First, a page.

In Oct. I had to go down to Cheltenham to see Mr. Dobson and, having mentioned it to Mrs. Craik, she wished me to go and see the Dobells, and she would write to them. I went to Cheltenham, and on the way stopped at Cirencester to see young Arthur Berckmeyer. I went to the Plough and in the afternoon I went out to Detmore, [Charlton Kings, Cheltenham. Home of John Dobell's family. D.A.S.W.], where they were all very kind and invited me to come and stay with them.

As soon as I saw Nora again I made up my mind to try and win her, as she was so entirely all one could wish for, only I was sure that there must be some reason why she should have grown up to be 26 and not have been caught up. I remained there for a few days and then came home and had a long talk with Mrs. C., who assured me that there was no one else she cared for, or she would have been sure to have known it. I was in too great a hurry, I could not wait and wrote to her, but was very gently but very decidedly refused, and so I thought it was all over and we went on as before - but Mrs. Craik and I had many conversations about her, and Mrs. C. thought that if it could be brought about it would be a very happy thing for both of us and she told me that in the spring her brother Clarence was to be married, and that they would all come up, and Nora would come and stay with her and the sister, Mrs Riviere, who was then married and living at Keston. She wrote to her and asked whether if she came I might come and see them, and to this she consented upon the understanding that it bound her to nothing.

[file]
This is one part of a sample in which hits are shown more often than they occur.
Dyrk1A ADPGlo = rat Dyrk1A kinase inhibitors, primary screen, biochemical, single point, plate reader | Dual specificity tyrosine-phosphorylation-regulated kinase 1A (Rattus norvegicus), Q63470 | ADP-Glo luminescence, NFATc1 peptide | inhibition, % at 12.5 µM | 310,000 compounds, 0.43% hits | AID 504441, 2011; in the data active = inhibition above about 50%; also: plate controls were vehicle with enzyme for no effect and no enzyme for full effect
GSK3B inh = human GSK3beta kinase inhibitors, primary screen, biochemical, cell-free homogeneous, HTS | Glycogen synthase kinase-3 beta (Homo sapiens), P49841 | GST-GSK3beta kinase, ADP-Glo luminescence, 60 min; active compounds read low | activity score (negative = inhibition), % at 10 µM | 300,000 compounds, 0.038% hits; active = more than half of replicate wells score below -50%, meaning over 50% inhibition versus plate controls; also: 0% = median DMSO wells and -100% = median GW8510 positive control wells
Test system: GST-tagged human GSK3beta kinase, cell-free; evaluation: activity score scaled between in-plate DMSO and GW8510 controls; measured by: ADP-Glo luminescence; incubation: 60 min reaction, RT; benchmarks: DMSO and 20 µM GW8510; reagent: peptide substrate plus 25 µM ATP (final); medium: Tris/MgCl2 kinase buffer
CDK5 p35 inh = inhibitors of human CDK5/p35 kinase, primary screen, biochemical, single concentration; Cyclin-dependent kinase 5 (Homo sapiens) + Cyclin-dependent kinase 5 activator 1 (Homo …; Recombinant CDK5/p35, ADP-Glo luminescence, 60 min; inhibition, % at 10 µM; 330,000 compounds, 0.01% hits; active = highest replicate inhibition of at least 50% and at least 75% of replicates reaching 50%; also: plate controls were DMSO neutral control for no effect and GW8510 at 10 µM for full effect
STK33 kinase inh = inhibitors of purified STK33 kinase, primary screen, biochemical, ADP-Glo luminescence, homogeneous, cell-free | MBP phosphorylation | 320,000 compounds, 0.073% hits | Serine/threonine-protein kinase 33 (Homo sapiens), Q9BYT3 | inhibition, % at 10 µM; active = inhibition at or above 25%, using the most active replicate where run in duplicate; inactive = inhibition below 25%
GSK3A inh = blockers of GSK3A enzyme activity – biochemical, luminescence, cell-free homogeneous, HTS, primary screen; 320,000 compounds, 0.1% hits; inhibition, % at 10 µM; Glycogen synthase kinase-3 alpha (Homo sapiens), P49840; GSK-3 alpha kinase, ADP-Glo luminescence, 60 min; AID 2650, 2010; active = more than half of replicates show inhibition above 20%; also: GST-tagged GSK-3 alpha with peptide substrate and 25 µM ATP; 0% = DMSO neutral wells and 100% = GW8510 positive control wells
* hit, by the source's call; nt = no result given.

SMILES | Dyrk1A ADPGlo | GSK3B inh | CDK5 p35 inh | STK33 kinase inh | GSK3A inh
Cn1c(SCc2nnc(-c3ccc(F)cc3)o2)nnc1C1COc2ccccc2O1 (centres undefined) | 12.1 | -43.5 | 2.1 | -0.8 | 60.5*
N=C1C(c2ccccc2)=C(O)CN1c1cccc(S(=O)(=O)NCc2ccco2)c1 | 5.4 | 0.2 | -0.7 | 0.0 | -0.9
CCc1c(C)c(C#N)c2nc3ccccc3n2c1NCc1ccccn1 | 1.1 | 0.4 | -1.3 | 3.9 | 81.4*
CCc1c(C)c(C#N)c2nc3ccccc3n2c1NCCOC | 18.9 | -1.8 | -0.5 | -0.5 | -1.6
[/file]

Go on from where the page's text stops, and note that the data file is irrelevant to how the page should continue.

In May 1868, Clarence Dobell was married at Hampstead to Emily Duffield, and Nora went to stay with Mrs Craik. They (the Dobells) had lodgings at Hampstead at first and there I went to see them, and one evening we all went to the Haymarket Theatre together, and I often went to Mrs. Craik's in the evenings and on Sundays and to Keston when she was there, but I could not make up my mind whether she would say Yes, and had written a letter to Mrs. Dobell saying that I feared it was of no use my coming down to Cheltenham, and mentioned to Mrs. Craik that I intended to do so, and at the last moment, when Nora was leaving by the train, she told her of it, but she said "Tell him to come and not to write", which was enough. I went to Detmore the Sunday after this and on the 24th May we were engaged, to the satisfaction of all the family except Dr. Dobell, whose wife behaved very nastily, and we have never had any further intercourse with them (note 2)."

*Note 1. This was Annette Riviere's younger brother, Briton Riviere, who married Mary Alice Dobell in Cheltenham in JAS 1867. He later became a successful painter, specialising in painting animals. In the 1881 census Briton and Mary lived in Oxford with seven children, a governess, and five other servants. For more about him, see Briton Riviere RA (1840-1920)

Note 2. The adverse reaction from Mrs Dobell, was presumably because of the age differential between Henry and Nora, which was 25 years.

In the 1881 census, Edmund Williams then 64 and Nora 39, were living in Bromley Kent. Edmund gave his occupation as publisher and foreign bookseller. Living with them was Fanny 30 from his first marriage and five children from the marriage with Nora, together with six servants.

In the 1901 cenus, Nora was living in Shottermill, Surrey as a widow of independent means, together with three daughters, Juliet N 28 an artist, Katherine C 21, and Ursula A 19 a violinist. 578

1 comment:

Meg said...

There seems to be little interest in William Riviere. I am researching his worl in Oxford, where he died in 1876